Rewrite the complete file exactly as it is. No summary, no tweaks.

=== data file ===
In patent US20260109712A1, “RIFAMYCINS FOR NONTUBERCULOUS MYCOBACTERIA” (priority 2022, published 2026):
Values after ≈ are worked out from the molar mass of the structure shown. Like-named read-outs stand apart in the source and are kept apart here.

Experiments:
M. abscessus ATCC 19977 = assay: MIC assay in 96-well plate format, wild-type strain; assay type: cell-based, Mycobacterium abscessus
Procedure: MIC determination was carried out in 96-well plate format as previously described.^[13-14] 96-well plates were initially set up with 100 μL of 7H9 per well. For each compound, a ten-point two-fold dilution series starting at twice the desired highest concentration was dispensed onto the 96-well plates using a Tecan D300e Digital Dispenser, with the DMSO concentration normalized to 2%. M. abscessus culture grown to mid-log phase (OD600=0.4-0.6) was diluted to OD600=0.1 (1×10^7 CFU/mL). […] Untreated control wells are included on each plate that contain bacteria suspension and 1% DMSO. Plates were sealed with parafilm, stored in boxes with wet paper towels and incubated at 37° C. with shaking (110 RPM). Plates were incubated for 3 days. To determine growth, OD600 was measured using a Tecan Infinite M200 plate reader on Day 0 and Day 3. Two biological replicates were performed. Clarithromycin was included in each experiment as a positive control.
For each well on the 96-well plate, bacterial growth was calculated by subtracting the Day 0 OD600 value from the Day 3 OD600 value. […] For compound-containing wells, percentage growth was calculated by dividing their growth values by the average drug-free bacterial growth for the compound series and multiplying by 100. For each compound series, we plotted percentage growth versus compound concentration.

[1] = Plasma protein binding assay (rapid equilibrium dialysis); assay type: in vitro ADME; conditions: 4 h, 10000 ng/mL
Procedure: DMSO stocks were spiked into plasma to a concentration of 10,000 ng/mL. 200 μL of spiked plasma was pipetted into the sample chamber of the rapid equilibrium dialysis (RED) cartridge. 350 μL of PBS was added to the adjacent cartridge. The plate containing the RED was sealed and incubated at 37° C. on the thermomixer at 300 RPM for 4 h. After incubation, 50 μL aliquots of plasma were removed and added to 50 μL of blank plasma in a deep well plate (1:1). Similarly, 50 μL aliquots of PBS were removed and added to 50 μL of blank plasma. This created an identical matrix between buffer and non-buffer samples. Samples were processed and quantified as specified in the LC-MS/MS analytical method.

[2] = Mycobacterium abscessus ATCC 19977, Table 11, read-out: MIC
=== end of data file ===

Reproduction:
In patent US20260109712A1, “RIFAMYCINS FOR NONTUBERCULOUS MYCOBACTERIA” (priority 2022, published 2026):
Values after ≈ are worked out from the molar mass of the structure shown. Like-named read-outs stand apart in the source and are kept apart here.

Experiments:
M. abscessus ATCC 19977 = assay: MIC assay in 96-well plate format, wild-type strain; assay type: cell-based, Mycobacterium abscessus
Procedure: MIC determination was carried out in 96-well plate format as previously described.^[13-14] 96-well plates were initially set up with 100 μL of 7H9 per well. For each compound, a ten-point two-fold dilution series starting at twice the desired highest concentration was dispensed onto the 96-well plates using a Tecan D300e Digital Dispenser, with the DMSO concentration normalized to 2%. M. abscessus culture grown to mid-log phase (OD600=0.4-0.6) was diluted to OD600=0.1 (1×10^7 CFU/mL). […] Untreated control wells are included on each plate that contain bacteria suspension and 1% DMSO. Plates were sealed with parafilm, stored in boxes with wet paper towels and incubated at 37° C. with shaking (110 RPM). Plates were incubated for 3 days. To determine growth, OD600 was measured using a Tecan Infinite M200 plate reader on Day 0 and Day 3. Two biological replicates were performed. Clarithromycin was included in each experiment as a positive control.
For each well on the 96-well plate, bacterial growth was calculated by subtracting the Day 0 OD600 value from the Day 3 OD600 value. […] For compound-containing wells, percentage growth was calculated by dividing their growth values by the average drug-free bacterial growth for the compound series and multiplying by 100. For each compound series, we plotted percentage growth versus compound concentration.

[1] = Plasma protein binding assay (rapid equilibrium dialysis); assay type: in vitro ADME; conditions: 4 h, 10000 ng/mL
Procedure: DMSO stocks were spiked into plasma to a concentration of 10,000 ng/mL. 200 μL of spiked plasma was pipetted into the sample chamber of the rapid equilibrium dialysis (RED) cartridge. 350 μL of PBS was added to the adjacent cartridge. The plate containing the RED was sealed and incubated at 37° C. on the thermomixer at 300 RPM for 4 h. After incubation, 50 μL aliquots of plasma were removed and added to 50 μL of blank plasma in a deep well plate (1:1). Similarly, 50 μL aliquots of PBS were removed and added to 50 μL of blank plasma. This created an identical matrix between buffer and non-buffer samples. Samples were processed and quantified as specified in the LC-MS/MS analytical method.

[2] = Mycobacterium abscessus ATCC 19977, Table 11, read-out: MIC